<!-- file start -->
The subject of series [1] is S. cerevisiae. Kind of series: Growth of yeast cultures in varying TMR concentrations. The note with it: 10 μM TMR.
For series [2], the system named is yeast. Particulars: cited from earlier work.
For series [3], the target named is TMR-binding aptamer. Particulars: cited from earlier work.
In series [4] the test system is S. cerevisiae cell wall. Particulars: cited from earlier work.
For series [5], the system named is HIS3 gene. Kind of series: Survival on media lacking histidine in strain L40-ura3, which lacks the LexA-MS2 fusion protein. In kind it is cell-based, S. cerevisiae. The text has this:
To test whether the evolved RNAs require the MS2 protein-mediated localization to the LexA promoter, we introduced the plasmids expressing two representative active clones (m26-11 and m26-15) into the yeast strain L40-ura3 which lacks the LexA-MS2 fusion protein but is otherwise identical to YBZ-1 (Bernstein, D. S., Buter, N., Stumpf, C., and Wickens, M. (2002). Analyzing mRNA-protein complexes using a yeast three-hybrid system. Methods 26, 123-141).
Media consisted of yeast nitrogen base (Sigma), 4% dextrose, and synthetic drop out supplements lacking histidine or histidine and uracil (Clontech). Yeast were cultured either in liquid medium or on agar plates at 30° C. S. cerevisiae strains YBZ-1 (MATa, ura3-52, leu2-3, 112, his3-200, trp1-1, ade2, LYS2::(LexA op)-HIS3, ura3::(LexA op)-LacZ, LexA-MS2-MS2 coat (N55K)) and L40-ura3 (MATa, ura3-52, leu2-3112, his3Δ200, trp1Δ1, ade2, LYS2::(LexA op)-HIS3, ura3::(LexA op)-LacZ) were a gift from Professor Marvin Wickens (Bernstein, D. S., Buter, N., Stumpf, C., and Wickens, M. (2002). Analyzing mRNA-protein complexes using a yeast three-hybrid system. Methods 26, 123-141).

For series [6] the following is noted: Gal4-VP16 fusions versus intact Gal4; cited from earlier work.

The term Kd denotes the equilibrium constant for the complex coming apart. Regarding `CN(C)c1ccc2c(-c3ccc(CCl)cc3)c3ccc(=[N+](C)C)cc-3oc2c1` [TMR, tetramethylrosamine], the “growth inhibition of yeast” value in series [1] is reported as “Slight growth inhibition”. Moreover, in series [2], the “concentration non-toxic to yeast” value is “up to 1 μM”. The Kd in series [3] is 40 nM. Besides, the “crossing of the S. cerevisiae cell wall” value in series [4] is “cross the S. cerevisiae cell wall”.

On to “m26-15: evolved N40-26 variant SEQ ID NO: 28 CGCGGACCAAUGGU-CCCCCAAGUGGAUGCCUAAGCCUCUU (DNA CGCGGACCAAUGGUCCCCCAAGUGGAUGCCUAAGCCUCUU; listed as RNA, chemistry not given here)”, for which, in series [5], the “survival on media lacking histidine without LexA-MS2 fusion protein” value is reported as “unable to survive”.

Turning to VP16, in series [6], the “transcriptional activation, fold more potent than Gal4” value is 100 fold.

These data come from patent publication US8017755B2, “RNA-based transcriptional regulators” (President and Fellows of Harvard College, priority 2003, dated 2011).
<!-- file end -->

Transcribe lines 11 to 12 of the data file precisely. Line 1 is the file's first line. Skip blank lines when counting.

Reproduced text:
Turning to VP16, in series [6], the “transcriptional activation, fold more potent than Gal4” value is 100 fold.

These data come from patent publication US8017755B2, “RNA-based transcriptional regulators” (President and Fellows of Harvard College, priority 2003, dated 2011).